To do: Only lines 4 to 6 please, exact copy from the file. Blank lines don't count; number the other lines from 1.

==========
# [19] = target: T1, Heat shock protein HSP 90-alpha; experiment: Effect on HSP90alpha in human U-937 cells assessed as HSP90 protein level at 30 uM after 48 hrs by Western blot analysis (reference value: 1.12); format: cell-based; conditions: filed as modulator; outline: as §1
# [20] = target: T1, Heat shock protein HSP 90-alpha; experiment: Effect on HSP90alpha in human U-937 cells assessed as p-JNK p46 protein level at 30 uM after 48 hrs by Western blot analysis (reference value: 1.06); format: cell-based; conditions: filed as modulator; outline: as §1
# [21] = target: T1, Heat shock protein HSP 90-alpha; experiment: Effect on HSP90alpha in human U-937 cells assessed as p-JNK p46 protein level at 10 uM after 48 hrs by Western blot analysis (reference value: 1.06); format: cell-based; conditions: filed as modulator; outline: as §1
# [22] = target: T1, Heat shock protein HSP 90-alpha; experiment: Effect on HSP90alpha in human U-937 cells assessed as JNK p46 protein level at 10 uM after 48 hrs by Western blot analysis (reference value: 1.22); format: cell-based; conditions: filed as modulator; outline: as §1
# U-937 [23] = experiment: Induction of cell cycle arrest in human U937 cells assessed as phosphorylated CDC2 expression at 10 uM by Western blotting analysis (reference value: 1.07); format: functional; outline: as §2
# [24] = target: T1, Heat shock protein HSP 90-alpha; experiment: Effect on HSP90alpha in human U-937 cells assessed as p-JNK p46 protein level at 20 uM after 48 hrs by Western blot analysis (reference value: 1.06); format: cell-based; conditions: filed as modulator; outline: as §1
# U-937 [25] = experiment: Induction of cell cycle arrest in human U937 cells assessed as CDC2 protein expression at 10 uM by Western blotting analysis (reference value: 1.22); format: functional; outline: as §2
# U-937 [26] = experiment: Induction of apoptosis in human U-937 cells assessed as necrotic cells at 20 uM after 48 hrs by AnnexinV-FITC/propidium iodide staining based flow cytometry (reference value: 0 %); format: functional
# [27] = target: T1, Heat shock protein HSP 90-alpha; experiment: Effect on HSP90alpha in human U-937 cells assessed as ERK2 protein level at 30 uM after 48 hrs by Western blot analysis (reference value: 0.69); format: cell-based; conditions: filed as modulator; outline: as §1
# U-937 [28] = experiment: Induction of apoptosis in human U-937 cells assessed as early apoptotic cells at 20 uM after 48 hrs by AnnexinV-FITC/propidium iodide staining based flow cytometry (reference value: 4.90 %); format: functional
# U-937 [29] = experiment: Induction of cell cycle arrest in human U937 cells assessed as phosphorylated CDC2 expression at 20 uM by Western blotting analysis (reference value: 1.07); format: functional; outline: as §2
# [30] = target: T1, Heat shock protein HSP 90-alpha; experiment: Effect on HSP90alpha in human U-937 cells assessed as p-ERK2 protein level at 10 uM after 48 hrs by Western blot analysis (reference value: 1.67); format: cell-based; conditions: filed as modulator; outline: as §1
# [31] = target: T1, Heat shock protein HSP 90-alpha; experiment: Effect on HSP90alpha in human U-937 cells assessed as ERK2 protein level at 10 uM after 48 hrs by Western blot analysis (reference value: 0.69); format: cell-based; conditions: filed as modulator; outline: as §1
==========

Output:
# [22] = target: T1, Heat shock protein HSP 90-alpha; experiment: Effect on HSP90alpha in human U-937 cells assessed as JNK p46 protein level at 10 uM after 48 hrs by Western blot analysis (reference value: 1.22); format: cell-based; conditions: filed as modulator; outline: as §1
# U-937 [23] = experiment: Induction of cell cycle arrest in human U937 cells assessed as phosphorylated CDC2 expression at 10 uM by Western blotting analysis (reference value: 1.07); format: functional; outline: as §2
# [24] = target: T1, Heat shock protein HSP 90-alpha; experiment: Effect on HSP90alpha in human U-937 cells assessed as p-JNK p46 protein level at 20 uM after 48 hrs by Western blot analysis (reference value: 1.06); format: cell-based; conditions: filed as modulator; outline: as §1